The myth of Pink Floyd’s Dark Side of the Moon pairing up perfectly with The Wizard of Oz still endures in the culture despite firm evidence against it. But aside from the sure-to-catch-on pairing of Dark Side of the Moon and Paul Blart: Mall Cop 2, there haven’t been any additional album/film pairings to spark people’s imagination (or spawn dorm-room conversation). So I would like to offer suggestions for albums that may very well synch up with two recent films. Do you have any examples of this, recent or past? Or are you still just playing Dark Side of the Moon over every movie you watch in hopes that it fits them?
Sufjan Stevens’ The Age of Adz and Alex Garland’s Annihilation
This one was inspired by a first-hand experience on a bus where I was listening to songs from Age of Adz and looking at someone watching Annihilation on their phone. Annihilation is centered around an incomprehensible phenomenon called “the Shimmer” which takes the past traumas of those who enter it and folds them into new, horrifying shapes, and in that way, Age of Adz is the Shimmer in album form. Its basis is Sufjan Stevens’ disease-addled mind refracting his religion and failed relationships into epics that are sometimes awe-inspiring and sometimes deeply frightening. The album even has much the same ramp-up as Annihilation, with two more accessible songs opening the album before it goes into the title track, which is as overwhelming and grand a creation as the Shimmer. Elsewhere, Stevens displays the jumble of heightened emotions that plagues the Shimmer’s inhabitants, with standard romantic resentment soon curdling into religious fervor and Stevens demanding he be sacrificed to a volcano. And the album’s 25-minute closer, “Impossible Soul”, feels like an encapsulation of the film’s much talked-about conclusion; they both veer from postmortems of a relationship to abstract doppelganger imaginary (Natalie Portman definitely won’t be at rest when she meets her own “stupid man in the window”) to, finally, the realization that they can do much more together (it’s just that Stevens finds that inspiring and Garland finds it chilling).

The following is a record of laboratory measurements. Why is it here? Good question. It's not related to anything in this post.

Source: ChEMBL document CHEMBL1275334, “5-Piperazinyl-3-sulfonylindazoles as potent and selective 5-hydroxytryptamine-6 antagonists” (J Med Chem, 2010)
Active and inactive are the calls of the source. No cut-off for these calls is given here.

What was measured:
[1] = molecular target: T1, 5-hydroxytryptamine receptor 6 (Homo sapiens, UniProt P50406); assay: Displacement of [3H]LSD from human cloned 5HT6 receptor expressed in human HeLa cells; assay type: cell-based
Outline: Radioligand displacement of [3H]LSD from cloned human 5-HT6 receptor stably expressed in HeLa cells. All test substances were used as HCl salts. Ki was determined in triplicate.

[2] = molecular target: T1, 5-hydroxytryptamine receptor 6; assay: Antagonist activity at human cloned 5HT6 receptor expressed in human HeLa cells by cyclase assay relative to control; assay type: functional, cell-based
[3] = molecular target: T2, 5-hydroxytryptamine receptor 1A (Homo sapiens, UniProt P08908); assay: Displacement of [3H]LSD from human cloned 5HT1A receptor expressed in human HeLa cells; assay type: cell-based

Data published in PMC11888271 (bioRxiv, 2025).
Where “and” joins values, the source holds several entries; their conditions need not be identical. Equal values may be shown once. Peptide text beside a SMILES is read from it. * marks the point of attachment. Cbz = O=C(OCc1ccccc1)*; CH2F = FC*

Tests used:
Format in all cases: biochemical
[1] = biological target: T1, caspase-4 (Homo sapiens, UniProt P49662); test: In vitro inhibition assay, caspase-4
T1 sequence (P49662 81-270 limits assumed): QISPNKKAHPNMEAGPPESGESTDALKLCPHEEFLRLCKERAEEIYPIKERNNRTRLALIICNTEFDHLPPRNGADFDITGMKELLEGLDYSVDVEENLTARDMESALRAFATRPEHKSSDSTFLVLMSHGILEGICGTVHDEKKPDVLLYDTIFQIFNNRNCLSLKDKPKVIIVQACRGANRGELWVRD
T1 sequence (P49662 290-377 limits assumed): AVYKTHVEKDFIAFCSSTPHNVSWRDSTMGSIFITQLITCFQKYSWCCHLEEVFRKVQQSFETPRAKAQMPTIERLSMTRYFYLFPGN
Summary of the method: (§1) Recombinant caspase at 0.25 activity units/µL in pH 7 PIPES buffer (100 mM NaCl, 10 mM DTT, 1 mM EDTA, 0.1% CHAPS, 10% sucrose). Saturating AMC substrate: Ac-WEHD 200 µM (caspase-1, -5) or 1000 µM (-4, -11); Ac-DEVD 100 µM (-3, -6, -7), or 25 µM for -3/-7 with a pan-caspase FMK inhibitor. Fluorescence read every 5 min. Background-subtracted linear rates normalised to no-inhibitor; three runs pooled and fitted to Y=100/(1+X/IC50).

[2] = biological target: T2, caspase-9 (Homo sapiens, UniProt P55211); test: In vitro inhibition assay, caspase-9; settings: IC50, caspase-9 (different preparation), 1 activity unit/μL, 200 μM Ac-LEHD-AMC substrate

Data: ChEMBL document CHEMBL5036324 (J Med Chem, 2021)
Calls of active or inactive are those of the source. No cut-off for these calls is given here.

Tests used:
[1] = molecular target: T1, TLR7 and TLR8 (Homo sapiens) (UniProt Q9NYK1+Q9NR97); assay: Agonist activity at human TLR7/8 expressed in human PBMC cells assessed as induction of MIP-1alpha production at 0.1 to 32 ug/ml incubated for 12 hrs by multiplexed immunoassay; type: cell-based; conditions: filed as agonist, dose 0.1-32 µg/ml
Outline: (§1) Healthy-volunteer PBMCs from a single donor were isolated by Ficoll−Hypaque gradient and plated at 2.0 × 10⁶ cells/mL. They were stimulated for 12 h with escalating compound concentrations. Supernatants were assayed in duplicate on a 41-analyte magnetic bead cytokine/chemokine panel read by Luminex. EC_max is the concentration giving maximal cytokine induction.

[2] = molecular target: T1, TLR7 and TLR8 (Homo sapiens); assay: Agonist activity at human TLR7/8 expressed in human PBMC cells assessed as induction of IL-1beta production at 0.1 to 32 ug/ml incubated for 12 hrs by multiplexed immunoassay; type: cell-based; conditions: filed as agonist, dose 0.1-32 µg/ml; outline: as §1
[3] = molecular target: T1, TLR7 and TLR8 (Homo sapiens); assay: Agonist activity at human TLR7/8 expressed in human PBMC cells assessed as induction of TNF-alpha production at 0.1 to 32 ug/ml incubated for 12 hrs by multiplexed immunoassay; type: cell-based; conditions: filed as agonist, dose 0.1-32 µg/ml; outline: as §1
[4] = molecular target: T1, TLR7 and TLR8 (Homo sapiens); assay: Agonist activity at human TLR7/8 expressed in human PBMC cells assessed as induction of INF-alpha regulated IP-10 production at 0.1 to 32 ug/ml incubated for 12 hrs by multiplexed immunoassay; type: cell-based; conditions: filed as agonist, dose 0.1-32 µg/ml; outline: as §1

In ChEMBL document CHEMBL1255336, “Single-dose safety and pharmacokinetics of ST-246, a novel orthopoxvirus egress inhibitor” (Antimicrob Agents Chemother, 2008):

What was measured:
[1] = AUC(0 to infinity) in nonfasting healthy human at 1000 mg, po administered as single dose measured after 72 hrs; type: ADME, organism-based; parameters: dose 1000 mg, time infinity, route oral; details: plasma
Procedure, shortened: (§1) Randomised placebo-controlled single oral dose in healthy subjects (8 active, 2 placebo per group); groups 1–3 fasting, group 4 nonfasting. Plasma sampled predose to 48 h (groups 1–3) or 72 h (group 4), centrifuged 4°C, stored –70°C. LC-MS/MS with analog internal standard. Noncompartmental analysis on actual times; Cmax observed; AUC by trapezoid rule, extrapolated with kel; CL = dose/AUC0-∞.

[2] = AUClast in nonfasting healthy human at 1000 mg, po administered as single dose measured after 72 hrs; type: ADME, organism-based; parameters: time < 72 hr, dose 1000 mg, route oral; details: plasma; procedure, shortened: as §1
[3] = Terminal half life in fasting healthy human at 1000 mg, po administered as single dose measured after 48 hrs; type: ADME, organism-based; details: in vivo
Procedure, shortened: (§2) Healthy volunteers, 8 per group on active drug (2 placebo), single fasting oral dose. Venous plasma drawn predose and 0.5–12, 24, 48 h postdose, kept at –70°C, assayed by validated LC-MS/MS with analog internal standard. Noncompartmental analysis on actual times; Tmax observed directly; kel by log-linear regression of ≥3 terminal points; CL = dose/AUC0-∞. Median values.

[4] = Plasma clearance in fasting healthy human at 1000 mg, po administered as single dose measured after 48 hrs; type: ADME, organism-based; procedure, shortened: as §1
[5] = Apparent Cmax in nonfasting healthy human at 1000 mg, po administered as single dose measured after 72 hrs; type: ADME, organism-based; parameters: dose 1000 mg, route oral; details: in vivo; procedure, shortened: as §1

St. Vincent’s Actor and Steven Soderbergh’s Unsane
This one came to me when listening to Actor for the first time this week, when Unsane is coming out on home video. Actor was already a horror movie soundtrack without the movie (for fuck’s sake, the chorus of one of the songs goes “H-E-L-P / Help me / Help me”), and with Unsane, it finds its accompaniment. Actor is all about women who appear on the verge of hurting themselves or others, and Claire Foy’s Sawyer Valentini seems to fit many of the characters St. Vincent creates her. The narrator of “Laughing with a Mouth of Blood”‘s assertion that “all of my old friends aren’t so friendly” and “all of my old haunts are now all haunting me” is a good summation of how Sawyer’s life is irreparably damaged by being stalked (as does “The Strangers”‘s ominous mention of “the strangers who sleep where I sleep”). And “Marrow”, the one with the “help me” chorus, conveys Sawyer’s suffocation as she’s involuntarily committed to a mental institution (the feeling of her having “ten strings attached to all ten of my fingers” really starts to kick in at this point). And she even has a disastrous Tinder date not unlike the botched fling described in “The Party”. But what really drove the comparison to my mind is Actor‘s aesthetic, a mixture of lush, Disney-esque strings and volatile live instrumentation, including some Robert Frippian guitar freakouts. It captures aurally what Unsane does visually, with its elegant, thought-through compositions butting up against the unpleasant harshness of the iPhone image.